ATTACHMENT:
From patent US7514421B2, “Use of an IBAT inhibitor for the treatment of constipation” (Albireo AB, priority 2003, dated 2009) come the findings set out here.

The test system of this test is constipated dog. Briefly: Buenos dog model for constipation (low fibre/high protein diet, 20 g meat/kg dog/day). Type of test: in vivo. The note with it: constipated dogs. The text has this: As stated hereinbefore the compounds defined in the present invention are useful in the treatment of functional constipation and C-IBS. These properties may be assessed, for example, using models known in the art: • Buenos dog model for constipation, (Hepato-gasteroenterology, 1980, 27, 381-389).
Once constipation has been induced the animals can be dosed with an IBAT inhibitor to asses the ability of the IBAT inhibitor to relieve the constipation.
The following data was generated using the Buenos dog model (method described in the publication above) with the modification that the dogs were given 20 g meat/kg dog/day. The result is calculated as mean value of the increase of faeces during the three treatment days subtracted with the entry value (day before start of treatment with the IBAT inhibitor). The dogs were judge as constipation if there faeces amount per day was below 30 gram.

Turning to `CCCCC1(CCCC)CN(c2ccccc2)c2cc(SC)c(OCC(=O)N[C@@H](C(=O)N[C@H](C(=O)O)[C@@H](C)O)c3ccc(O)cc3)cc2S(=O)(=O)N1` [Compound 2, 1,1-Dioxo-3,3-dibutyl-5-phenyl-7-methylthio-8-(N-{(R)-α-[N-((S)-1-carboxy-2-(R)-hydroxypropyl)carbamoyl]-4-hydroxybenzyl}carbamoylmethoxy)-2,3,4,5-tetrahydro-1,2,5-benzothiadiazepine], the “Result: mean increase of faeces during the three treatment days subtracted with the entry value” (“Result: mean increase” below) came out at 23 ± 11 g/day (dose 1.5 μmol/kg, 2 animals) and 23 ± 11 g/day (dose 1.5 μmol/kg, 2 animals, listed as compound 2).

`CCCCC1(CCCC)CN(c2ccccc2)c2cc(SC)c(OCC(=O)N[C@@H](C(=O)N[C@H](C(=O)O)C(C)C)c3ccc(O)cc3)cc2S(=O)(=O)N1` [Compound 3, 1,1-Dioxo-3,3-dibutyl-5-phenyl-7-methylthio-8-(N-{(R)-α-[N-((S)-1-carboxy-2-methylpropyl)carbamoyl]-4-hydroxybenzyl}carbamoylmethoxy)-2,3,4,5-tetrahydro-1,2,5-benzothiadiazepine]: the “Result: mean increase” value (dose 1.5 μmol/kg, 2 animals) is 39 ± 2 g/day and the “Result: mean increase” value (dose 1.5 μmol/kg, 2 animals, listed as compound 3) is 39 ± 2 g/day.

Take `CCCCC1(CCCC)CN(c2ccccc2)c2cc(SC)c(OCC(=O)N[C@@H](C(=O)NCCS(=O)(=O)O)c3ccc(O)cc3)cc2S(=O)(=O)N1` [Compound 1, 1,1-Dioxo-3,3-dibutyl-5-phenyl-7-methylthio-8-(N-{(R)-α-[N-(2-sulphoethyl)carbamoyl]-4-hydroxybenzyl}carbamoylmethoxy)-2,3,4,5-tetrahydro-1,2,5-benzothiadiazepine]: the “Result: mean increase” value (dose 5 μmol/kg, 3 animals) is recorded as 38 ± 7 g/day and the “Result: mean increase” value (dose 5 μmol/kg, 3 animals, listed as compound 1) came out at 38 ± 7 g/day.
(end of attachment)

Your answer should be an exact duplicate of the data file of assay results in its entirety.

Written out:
From patent US7514421B2, “Use of an IBAT inhibitor for the treatment of constipation” (Albireo AB, priority 2003, dated 2009) come the findings set out here.

The test system of this test is constipated dog. Briefly: Buenos dog model for constipation (low fibre/high protein diet, 20 g meat/kg dog/day). Type of test: in vivo. The note with it: constipated dogs. The text has this: As stated hereinbefore the compounds defined in the present invention are useful in the treatment of functional constipation and C-IBS. These properties may be assessed, for example, using models known in the art: • Buenos dog model for constipation, (Hepato-gasteroenterology, 1980, 27, 381-389).
Once constipation has been induced the animals can be dosed with an IBAT inhibitor to asses the ability of the IBAT inhibitor to relieve the constipation.
The following data was generated using the Buenos dog model (method described in the publication above) with the modification that the dogs were given 20 g meat/kg dog/day. The result is calculated as mean value of the increase of faeces during the three treatment days subtracted with the entry value (day before start of treatment with the IBAT inhibitor). The dogs were judge as constipation if there faeces amount per day was below 30 gram.

Turning to `CCCCC1(CCCC)CN(c2ccccc2)c2cc(SC)c(OCC(=O)N[C@@H](C(=O)N[C@H](C(=O)O)[C@@H](C)O)c3ccc(O)cc3)cc2S(=O)(=O)N1` [Compound 2, 1,1-Dioxo-3,3-dibutyl-5-phenyl-7-methylthio-8-(N-{(R)-α-[N-((S)-1-carboxy-2-(R)-hydroxypropyl)carbamoyl]-4-hydroxybenzyl}carbamoylmethoxy)-2,3,4,5-tetrahydro-1,2,5-benzothiadiazepine], the “Result: mean increase of faeces during the three treatment days subtracted with the entry value” (“Result: mean increase” below) came out at 23 ± 11 g/day (dose 1.5 μmol/kg, 2 animals) and 23 ± 11 g/day (dose 1.5 μmol/kg, 2 animals, listed as compound 2).

`CCCCC1(CCCC)CN(c2ccccc2)c2cc(SC)c(OCC(=O)N[C@@H](C(=O)N[C@H](C(=O)O)C(C)C)c3ccc(O)cc3)cc2S(=O)(=O)N1` [Compound 3, 1,1-Dioxo-3,3-dibutyl-5-phenyl-7-methylthio-8-(N-{(R)-α-[N-((S)-1-carboxy-2-methylpropyl)carbamoyl]-4-hydroxybenzyl}carbamoylmethoxy)-2,3,4,5-tetrahydro-1,2,5-benzothiadiazepine]: the “Result: mean increase” value (dose 1.5 μmol/kg, 2 animals) is 39 ± 2 g/day and the “Result: mean increase” value (dose 1.5 μmol/kg, 2 animals, listed as compound 3) is 39 ± 2 g/day.

Take `CCCCC1(CCCC)CN(c2ccccc2)c2cc(SC)c(OCC(=O)N[C@@H](C(=O)NCCS(=O)(=O)O)c3ccc(O)cc3)cc2S(=O)(=O)N1` [Compound 1, 1,1-Dioxo-3,3-dibutyl-5-phenyl-7-methylthio-8-(N-{(R)-α-[N-(2-sulphoethyl)carbamoyl]-4-hydroxybenzyl}carbamoylmethoxy)-2,3,4,5-tetrahydro-1,2,5-benzothiadiazepine]: the “Result: mean increase” value (dose 5 μmol/kg, 3 animals) is recorded as 38 ± 7 g/day and the “Result: mean increase” value (dose 5 μmol/kg, 3 animals, listed as compound 1) came out at 38 ± 7 g/day.